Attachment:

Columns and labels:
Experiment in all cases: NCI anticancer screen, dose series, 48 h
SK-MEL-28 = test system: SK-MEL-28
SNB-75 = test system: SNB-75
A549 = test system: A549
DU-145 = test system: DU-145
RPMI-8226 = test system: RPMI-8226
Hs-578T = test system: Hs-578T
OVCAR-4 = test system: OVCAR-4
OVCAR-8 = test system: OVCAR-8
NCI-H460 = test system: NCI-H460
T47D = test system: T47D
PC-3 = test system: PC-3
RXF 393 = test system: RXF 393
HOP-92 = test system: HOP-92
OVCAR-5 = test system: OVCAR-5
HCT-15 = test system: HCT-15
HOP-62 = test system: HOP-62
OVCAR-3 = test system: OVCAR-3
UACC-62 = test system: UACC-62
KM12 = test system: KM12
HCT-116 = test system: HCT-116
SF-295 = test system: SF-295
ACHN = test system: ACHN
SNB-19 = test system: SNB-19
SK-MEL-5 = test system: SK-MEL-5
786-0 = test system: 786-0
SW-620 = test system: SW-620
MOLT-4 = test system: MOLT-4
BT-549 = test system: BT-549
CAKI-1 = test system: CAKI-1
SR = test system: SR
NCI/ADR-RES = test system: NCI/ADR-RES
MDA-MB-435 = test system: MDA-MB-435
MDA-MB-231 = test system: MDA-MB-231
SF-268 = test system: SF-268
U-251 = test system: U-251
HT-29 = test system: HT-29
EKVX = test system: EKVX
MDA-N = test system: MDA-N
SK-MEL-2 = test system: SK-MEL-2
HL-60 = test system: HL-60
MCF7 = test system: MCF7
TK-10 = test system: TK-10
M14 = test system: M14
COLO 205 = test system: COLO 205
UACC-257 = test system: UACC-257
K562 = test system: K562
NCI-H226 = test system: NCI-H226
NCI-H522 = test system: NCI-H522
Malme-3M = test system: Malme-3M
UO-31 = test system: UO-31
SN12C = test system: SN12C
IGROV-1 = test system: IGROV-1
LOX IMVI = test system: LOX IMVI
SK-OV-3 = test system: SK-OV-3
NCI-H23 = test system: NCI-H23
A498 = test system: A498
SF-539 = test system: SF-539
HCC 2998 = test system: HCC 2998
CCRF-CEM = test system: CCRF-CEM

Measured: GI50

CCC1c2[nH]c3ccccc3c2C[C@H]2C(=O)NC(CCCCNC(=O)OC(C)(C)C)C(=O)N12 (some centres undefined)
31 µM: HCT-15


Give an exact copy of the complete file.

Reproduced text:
Columns and labels:
Experiment in all cases: NCI anticancer screen, dose series, 48 h
SK-MEL-28 = test system: SK-MEL-28
SNB-75 = test system: SNB-75
A549 = test system: A549
DU-145 = test system: DU-145
RPMI-8226 = test system: RPMI-8226
Hs-578T = test system: Hs-578T
OVCAR-4 = test system: OVCAR-4
OVCAR-8 = test system: OVCAR-8
NCI-H460 = test system: NCI-H460
T47D = test system: T47D
PC-3 = test system: PC-3
RXF 393 = test system: RXF 393
HOP-92 = test system: HOP-92
OVCAR-5 = test system: OVCAR-5
HCT-15 = test system: HCT-15
HOP-62 = test system: HOP-62
OVCAR-3 = test system: OVCAR-3
UACC-62 = test system: UACC-62
KM12 = test system: KM12
HCT-116 = test system: HCT-116
SF-295 = test system: SF-295
ACHN = test system: ACHN
SNB-19 = test system: SNB-19
SK-MEL-5 = test system: SK-MEL-5
786-0 = test system: 786-0
SW-620 = test system: SW-620
MOLT-4 = test system: MOLT-4
BT-549 = test system: BT-549
CAKI-1 = test system: CAKI-1
SR = test system: SR
NCI/ADR-RES = test system: NCI/ADR-RES
MDA-MB-435 = test system: MDA-MB-435
MDA-MB-231 = test system: MDA-MB-231
SF-268 = test system: SF-268
U-251 = test system: U-251
HT-29 = test system: HT-29
EKVX = test system: EKVX
MDA-N = test system: MDA-N
SK-MEL-2 = test system: SK-MEL-2
HL-60 = test system: HL-60
MCF7 = test system: MCF7
TK-10 = test system: TK-10
M14 = test system: M14
COLO 205 = test system: COLO 205
UACC-257 = test system: UACC-257
K562 = test system: K562
NCI-H226 = test system: NCI-H226
NCI-H522 = test system: NCI-H522
Malme-3M = test system: Malme-3M
UO-31 = test system: UO-31
SN12C = test system: SN12C
IGROV-1 = test system: IGROV-1
LOX IMVI = test system: LOX IMVI
SK-OV-3 = test system: SK-OV-3
NCI-H23 = test system: NCI-H23
A498 = test system: A498
SF-539 = test system: SF-539
HCC 2998 = test system: HCC 2998
CCRF-CEM = test system: CCRF-CEM

Measured: GI50

CCC1c2[nH]c3ccccc3c2C[C@H]2C(=O)NC(CCCCNC(=O)OC(C)(C)C)C(=O)N12 (some centres undefined)
31 µM: HCT-15